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Shipping Forecast

The Shipping Forecast is a much loved (and sometimes loathed) feature of BBC Radio 4. It is broadcast several times a day and consists of nothing more than reports and forecasts of weather for the seas around Britain's coast.

These are divided into "sea areas": Viking, North Utsire, South Utsire, Forties, Cromarty, Forth, Tyne, Dogger, Fisher, German Bight (Heligoland until 1956), Humber, Thames, Dover, Wight, Portland, Plymouth, Biscay, FitzRoy (Finisterre until Feb 2002), Sole, Lundy, Fastnet, Irish Sea, Shannon, Rockall, Malin, Hebrides, Bailey, Fair Isle, Faeroes, Southeast Iceland.

Following a general synopsis, each area's forecast is read out. Several areas may be combined into a single forecast. For example:

Humber, Thames. Southeast veering Southwest 4 or 5, occasionally 6 later. Thundery showers. Moderate or good, occasionally poor
Southeast Iceland. Northeast 3 or 4. Occasional rain. Moderate or good.
etc

With the information provided in the Shipping Forecast it is perfectly possible to compile (and then interpret) a pressure chart for the coasts of North Western Europe.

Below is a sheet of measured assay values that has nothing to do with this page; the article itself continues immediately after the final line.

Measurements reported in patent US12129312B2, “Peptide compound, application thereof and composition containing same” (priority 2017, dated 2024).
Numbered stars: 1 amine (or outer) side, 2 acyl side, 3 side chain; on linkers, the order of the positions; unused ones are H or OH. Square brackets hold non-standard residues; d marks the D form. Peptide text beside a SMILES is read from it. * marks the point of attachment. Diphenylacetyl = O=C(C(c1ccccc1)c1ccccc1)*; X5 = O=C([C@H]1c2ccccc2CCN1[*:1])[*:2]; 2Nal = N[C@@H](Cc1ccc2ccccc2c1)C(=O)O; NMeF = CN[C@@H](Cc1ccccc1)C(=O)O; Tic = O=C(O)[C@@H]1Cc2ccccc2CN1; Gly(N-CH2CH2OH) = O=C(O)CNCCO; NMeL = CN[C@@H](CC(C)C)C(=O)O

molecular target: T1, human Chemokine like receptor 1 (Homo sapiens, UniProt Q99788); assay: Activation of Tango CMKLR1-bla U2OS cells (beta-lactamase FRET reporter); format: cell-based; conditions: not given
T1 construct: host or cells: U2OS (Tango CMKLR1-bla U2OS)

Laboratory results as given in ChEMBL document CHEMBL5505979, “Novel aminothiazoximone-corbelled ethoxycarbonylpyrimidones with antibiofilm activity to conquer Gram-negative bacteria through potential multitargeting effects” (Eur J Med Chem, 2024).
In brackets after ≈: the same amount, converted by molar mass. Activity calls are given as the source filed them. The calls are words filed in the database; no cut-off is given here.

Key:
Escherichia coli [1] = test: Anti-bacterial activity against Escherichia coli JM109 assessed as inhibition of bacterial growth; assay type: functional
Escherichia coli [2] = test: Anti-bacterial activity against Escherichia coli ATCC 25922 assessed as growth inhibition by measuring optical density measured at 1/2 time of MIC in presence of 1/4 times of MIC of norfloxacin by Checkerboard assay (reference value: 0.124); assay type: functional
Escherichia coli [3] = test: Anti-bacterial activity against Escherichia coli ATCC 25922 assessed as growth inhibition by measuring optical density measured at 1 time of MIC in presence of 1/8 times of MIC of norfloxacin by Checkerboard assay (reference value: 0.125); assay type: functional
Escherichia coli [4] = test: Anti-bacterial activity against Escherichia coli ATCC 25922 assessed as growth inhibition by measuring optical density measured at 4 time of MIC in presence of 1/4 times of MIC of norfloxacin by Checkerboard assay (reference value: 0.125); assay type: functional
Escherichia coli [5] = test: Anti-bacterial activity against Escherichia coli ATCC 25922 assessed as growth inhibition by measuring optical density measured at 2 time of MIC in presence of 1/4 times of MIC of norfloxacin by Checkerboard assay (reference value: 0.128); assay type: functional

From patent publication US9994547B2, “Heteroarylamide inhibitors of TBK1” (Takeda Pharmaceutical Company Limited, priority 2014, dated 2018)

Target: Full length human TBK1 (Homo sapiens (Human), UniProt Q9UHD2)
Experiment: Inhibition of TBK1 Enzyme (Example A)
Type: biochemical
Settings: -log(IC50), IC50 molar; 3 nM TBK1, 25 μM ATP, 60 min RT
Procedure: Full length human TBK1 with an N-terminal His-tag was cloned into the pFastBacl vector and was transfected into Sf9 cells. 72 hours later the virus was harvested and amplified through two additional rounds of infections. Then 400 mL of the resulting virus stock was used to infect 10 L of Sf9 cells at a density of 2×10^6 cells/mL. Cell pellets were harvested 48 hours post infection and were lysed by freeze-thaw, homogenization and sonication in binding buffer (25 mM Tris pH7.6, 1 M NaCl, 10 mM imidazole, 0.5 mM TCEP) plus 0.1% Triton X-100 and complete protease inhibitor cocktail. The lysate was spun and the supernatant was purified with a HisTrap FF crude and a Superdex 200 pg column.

Part of the shipping forecast's charm is that it is read at dictation speed by a Radio 4 announcer such as Charlotte Green[?]. These ladies and gentlemen have some of the most delightful English speaking voices to be heard anywhere.

The reason for choosing BBC Radio 4 for the Shipping Forecast is not simply because it is a speech-based channel, but also because it broadcasts via longwave as well as FM, and the longwave signal can be received clearly at sea all around the British Isles.

The Shipping Forecast also inspired the song "This Is a Low" on Blur's album Parklife, including lyrics such as:

On the Tyne, Forth and Cromarty
There's a low in the high Forties
And Saturday's locked away on the pier
Not fast enough, dear

Other maritime countries also use sea area maps but with local variations. For instance, the area that the British forecasts call Dover is referred to by the French as Pas-de-Calais.

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